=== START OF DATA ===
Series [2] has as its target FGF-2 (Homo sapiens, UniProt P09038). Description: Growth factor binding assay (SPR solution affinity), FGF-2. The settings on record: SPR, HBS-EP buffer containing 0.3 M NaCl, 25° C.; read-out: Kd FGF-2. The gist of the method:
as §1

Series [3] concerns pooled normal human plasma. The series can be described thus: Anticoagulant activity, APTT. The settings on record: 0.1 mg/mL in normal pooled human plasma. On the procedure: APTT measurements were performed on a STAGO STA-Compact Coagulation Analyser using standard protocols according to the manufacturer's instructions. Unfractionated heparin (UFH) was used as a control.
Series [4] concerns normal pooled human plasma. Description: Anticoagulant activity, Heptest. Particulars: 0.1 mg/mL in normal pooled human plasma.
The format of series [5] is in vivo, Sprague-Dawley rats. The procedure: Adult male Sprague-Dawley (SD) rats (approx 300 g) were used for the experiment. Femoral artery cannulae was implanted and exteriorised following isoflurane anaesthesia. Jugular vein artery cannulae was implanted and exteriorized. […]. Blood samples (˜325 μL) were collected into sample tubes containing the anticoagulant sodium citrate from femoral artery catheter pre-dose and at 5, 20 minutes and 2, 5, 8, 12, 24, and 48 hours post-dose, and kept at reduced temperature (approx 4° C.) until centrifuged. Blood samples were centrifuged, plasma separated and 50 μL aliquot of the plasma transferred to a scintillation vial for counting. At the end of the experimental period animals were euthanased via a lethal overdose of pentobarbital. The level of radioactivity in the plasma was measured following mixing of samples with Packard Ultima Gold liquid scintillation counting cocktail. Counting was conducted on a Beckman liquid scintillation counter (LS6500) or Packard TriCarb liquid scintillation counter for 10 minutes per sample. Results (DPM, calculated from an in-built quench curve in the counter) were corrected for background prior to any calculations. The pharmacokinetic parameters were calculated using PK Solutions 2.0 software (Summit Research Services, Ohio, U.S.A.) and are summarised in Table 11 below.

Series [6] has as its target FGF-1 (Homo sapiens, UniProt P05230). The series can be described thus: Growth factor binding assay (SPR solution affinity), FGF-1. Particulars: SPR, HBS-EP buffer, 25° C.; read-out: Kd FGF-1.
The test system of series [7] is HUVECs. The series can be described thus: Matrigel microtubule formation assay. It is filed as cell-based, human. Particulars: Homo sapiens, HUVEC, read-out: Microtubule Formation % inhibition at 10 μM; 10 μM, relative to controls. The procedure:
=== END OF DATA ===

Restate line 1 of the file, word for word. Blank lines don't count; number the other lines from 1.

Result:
Series [2] has as its target FGF-2 (Homo sapiens, UniProt P09038). Description: Growth factor binding assay (SPR solution affinity), FGF-2. The settings on record: SPR, HBS-EP buffer containing 0.3 M NaCl, 25° C.; read-out: Kd FGF-2. The gist of the method: